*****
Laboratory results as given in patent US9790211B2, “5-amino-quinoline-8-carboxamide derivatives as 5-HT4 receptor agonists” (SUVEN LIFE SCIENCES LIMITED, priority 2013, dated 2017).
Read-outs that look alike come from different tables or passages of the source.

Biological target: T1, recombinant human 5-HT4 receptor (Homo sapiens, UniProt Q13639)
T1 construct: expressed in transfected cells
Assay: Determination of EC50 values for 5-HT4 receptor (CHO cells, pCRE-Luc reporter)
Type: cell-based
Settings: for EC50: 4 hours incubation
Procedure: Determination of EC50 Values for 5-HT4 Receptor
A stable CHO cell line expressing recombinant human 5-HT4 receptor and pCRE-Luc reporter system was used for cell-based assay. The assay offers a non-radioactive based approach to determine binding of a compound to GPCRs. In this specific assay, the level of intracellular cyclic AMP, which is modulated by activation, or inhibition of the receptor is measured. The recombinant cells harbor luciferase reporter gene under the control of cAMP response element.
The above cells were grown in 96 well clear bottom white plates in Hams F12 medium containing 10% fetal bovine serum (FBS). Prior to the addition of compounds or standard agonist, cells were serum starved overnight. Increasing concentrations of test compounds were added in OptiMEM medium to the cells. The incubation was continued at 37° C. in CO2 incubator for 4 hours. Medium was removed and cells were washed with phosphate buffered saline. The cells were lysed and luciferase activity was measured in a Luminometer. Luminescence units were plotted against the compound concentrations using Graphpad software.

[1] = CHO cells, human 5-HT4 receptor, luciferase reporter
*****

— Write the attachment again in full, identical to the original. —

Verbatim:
Laboratory results as given in patent US9790211B2, “5-amino-quinoline-8-carboxamide derivatives as 5-HT4 receptor agonists” (SUVEN LIFE SCIENCES LIMITED, priority 2013, dated 2017).
Read-outs that look alike come from different tables or passages of the source.

Biological target: T1, recombinant human 5-HT4 receptor (Homo sapiens, UniProt Q13639)
T1 construct: expressed in transfected cells
Assay: Determination of EC50 values for 5-HT4 receptor (CHO cells, pCRE-Luc reporter)
Type: cell-based
Settings: for EC50: 4 hours incubation
Procedure: Determination of EC50 Values for 5-HT4 Receptor
A stable CHO cell line expressing recombinant human 5-HT4 receptor and pCRE-Luc reporter system was used for cell-based assay. The assay offers a non-radioactive based approach to determine binding of a compound to GPCRs. In this specific assay, the level of intracellular cyclic AMP, which is modulated by activation, or inhibition of the receptor is measured. The recombinant cells harbor luciferase reporter gene under the control of cAMP response element.
The above cells were grown in 96 well clear bottom white plates in Hams F12 medium containing 10% fetal bovine serum (FBS). Prior to the addition of compounds or standard agonist, cells were serum starved overnight. Increasing concentrations of test compounds were added in OptiMEM medium to the cells. The incubation was continued at 37° C. in CO2 incubator for 4 hours. Medium was removed and cells were washed with phosphate buffered saline. The cells were lysed and luciferase activity was measured in a Luminometer. Luminescence units were plotted against the compound concentrations using Graphpad software.

[1] = CHO cells, human 5-HT4 receptor, luciferase reporter